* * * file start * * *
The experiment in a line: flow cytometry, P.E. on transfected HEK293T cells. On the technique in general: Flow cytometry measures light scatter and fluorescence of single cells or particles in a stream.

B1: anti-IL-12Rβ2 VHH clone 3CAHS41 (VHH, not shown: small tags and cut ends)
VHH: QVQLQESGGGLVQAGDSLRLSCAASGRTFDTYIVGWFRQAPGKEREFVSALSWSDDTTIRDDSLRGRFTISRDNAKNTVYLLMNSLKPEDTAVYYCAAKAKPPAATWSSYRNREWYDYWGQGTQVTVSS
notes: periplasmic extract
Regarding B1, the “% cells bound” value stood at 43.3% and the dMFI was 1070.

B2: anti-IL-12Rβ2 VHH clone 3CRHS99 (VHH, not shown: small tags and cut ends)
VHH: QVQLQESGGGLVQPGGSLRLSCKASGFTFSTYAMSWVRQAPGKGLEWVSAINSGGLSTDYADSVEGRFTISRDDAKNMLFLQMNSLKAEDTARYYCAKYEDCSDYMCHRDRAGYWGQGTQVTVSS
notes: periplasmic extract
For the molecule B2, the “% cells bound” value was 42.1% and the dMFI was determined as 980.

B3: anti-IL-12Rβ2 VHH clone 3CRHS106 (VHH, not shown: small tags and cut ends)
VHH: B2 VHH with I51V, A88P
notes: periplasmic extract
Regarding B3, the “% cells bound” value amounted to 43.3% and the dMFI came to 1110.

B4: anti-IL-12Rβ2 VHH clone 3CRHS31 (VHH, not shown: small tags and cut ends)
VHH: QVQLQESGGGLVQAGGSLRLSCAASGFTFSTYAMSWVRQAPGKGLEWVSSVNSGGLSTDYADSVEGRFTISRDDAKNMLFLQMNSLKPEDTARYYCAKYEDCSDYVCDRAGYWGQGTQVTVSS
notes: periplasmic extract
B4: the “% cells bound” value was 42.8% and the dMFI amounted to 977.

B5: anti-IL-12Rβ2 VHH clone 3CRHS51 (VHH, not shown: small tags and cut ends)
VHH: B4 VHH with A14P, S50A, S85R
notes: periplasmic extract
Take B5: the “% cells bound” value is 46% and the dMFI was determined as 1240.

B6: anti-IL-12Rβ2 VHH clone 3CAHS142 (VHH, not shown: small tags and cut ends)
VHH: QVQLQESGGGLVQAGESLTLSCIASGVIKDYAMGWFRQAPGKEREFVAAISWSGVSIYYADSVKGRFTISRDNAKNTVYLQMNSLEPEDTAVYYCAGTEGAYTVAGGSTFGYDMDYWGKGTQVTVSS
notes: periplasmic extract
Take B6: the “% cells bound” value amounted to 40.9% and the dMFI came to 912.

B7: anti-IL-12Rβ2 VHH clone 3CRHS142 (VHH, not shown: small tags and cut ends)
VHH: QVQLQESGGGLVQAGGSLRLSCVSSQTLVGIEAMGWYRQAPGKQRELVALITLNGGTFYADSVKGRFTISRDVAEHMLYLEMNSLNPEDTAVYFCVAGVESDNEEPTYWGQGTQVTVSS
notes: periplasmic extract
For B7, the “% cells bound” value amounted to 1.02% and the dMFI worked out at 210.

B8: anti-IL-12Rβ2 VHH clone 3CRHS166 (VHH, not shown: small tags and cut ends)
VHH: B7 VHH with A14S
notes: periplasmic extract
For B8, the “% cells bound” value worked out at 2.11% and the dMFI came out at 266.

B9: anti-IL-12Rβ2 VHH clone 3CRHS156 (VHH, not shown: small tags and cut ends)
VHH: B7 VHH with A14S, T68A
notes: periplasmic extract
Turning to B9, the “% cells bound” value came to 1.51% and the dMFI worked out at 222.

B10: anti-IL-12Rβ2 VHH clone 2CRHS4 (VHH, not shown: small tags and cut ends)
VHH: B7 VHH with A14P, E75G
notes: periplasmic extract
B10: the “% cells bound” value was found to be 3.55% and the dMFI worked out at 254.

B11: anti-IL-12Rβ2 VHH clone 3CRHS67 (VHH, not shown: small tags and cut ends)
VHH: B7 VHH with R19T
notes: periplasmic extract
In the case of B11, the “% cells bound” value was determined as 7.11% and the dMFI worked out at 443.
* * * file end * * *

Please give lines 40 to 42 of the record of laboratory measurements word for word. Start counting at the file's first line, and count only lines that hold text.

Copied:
notes: periplasmic extract
B10: the “% cells bound” value was found to be 3.55% and the dMFI worked out at 254.

B11: anti-IL-12Rβ2 VHH clone 3CRHS67 (VHH, not shown: small tags and cut ends)